Comments

  1. says

    “I don’t have a problem with who wants to get married. But we don’t have to compromise our beliefs.”

    The cognitive dissonance is deafening.

  2. JackFknTwist says

    well, you do actually !
    if you are receiving public money to perform a function then no one cares what your beliefs are; just get on and do what you’re paid to do.

  3. Tom Chicago says

    This is known as the Spitefulness Strategy, the cloaking of anti-gay animus in cherry-picked Christianist garb.

  4. Gay Guy says

    I say apply the same standard as you would to other reasons for objections to certain marriages. For instance interracial marriages, inter-religional marriages, a large age difference between the parties, prior divorce(s), etc.

  5. Sean says

    “I don’t have a problem with who wants to get married. But we don’t have to compromise our beliefs.”

    Actually, you do. Your paycheck/salary comes out of the pockets of LGBT citizens therefore you are their employee and your beliefs are irrelevant. You are PUBLIC servant. Not a private one and you are not a priest. That means ALL of the public. Do your job or get a new one or don’t tax LGBT citizens. Period. Their are NO legal arguments against this incontestable fact of American law.

  6. JackFknTwist says

    @ PETE N SFo
    @ SEAN

    See my post above.
    In addition don’t judges take an oath of office to uphold the law without fear or favour, and with malice or ill will towards none..

    Or is that an old fashioned European concept ?
    If they won’t do their jobs, fire them or impeach them.
    Either way get them out……..they don’t have the entitlements of hereditary princes.

  7. says

    County clerks are required to issue licenses (as they should be), but judges aren’t required to perform weddings–it’s an optional part of their job duties, one they don’t get compensated for. So if they choose not to do any marriages, that’s within their rights. All or nothing.

    One has to wonder, however, about the impartiality of a judge who, if he had a choice, would perform marriages for straight couples but not for gay ones.

  8. Jude says

    So don’t use a judge, people. I used a friend who could marry people. We took the license to a clerk. She signed it. Our local judge is a bigot, and even if he was willing to marry us, I’d rather not be married than have that jerk be a part of it.

    Anyone can get cheap credentials to marry…if your area is having any problems with this, get the credentials and help each other!

  9. enchantra says

    I have to wonder what other public servants get to pick and choose what their duties are.

    Frankly I am sick of the arrogance of judges at all levels, particularly the Supreme Court. Does the Supreme Court function in an efficient way which serves the public? I would say no. Look at how long they take to issue an opinion… jeeze you would think it was rocket science. It isn’t. Moreover, look at the deliberately cryptic and inconsiderate way they do issue opinions. They know as well as anyone else what the nation wants answered, and half the time they only answer some piddling part of a legal issue and leave the meat (and the plaintiffs) hanging out to dry for yet another round or two at the local level.

  10. jmartindale says

    I am with Ernie obn this. They don’t want to officiate at gay weddings? I wouldn’t want them at my wedding any more than I would have the wedding at a fundamentalist church. Still, it does show a certain animus against gay people even in the judiciary. This does bring into question their fitness for office. If they were voted into office, I would hope they could be voted out of office.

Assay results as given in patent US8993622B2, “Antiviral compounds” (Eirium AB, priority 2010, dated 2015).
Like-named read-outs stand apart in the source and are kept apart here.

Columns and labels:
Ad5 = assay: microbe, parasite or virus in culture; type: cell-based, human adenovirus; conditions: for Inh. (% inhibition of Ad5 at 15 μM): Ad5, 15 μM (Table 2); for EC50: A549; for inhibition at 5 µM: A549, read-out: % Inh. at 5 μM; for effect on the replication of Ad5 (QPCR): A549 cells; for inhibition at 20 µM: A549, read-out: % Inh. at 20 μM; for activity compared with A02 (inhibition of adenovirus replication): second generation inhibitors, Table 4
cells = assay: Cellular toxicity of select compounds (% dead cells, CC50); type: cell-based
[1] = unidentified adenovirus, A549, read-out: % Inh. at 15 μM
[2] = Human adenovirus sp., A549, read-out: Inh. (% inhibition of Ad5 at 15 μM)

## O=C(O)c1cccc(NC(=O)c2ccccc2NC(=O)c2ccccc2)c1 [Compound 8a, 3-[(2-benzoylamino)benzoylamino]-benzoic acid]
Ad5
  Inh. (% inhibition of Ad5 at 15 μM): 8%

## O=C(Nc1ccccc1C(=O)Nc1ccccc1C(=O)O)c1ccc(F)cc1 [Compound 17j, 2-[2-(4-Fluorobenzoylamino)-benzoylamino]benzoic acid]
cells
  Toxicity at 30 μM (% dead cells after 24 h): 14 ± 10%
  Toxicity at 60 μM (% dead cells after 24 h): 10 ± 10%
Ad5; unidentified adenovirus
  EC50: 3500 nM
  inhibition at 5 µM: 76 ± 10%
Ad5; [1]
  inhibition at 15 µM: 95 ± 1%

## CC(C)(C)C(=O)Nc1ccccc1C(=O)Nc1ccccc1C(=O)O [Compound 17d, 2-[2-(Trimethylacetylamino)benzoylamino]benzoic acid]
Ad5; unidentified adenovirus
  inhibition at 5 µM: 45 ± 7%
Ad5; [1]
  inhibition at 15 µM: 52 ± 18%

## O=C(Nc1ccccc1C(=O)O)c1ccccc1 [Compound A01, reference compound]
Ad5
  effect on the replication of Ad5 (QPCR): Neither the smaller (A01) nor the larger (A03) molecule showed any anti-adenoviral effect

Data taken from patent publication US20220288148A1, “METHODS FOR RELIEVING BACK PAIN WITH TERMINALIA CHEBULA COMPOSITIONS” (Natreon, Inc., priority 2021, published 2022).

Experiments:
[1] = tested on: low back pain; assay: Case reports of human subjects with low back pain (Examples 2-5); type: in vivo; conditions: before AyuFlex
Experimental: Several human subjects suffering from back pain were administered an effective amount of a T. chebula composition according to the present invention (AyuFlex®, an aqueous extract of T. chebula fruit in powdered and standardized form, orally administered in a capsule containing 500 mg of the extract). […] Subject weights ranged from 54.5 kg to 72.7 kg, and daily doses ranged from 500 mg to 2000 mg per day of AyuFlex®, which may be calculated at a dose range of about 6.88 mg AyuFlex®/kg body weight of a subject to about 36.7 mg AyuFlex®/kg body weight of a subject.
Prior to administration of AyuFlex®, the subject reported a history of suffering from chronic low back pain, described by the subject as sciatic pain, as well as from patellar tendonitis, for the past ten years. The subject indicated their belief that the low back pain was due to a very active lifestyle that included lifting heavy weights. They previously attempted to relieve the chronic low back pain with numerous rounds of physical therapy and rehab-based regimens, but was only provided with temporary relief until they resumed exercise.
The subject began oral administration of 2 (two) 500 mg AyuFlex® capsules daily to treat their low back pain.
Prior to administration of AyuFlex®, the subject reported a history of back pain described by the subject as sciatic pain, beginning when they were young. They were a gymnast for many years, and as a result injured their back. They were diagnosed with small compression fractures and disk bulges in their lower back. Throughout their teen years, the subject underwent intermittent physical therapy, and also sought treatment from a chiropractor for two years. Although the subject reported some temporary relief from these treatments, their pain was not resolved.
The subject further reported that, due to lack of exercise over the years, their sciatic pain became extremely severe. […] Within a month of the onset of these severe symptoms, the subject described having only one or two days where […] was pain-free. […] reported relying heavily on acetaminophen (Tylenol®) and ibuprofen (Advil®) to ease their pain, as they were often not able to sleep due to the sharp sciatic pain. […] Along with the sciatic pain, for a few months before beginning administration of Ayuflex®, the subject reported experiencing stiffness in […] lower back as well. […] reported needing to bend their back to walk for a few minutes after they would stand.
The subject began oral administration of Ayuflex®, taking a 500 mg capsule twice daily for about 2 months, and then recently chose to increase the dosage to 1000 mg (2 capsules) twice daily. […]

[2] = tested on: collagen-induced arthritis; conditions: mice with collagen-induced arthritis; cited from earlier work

11. TonyJazz says

    Are these judges marrying people in churches? If not, then what possible beliefs are involved in civil marriage?

    …maybe bigotry?

  12. Lexis says

    These priggish government employees who think that they are actually some kind “gatekeepers from God” by refusing to push papers or witness two citizens forming a legally-binding civil contract are a laugh riot.

  13. Jim says

    Judges are supposed to be disinterested, unbiased officers of the law and are to perform their duties impartially, exactly as required by law without any reference to their personal beliefs. That’s why they’re judges and not politicians. For a judge to state publicly that he puts his personal beliefs above performance of law is to say publicly that he is not qualified to be a judge. The New Mexico judicial standards board should take a good long look at these two judges and make them explain why their personal beliefs trump their obligations to do impartial justice and render impartial service to the community they are sworn to serve.

  14. Steven Jaeger says

    I agree that the judges cannot pick and choose which parts of the law they want to follow. However, many do do marriages, as noted above, as an extra. However, I feel if they don’t do for one, they shouldn’t do for any, because that does show judicial favoritism and not impartiality. Any judge unwilling to follow the law on every aspect does give, at the very least, a distinct impression of bias and is thus untrustworthy and at the worst an out and out bigot and should be impeached.
    When we married in San Diego, there was an option for having a friend get “a day license” to marry; we didn’t need that but it really is a cool way to go if you have someone special in your life that you want to add to your marriage ceremony.

  15. mike/ says

    they said, “we don’t have to compromise our beliefs.” but it is okay for them to break the oaths of office they swore to? probably on their mythological book the Bible? how strange. can they then be impeached or whatever they do in NM?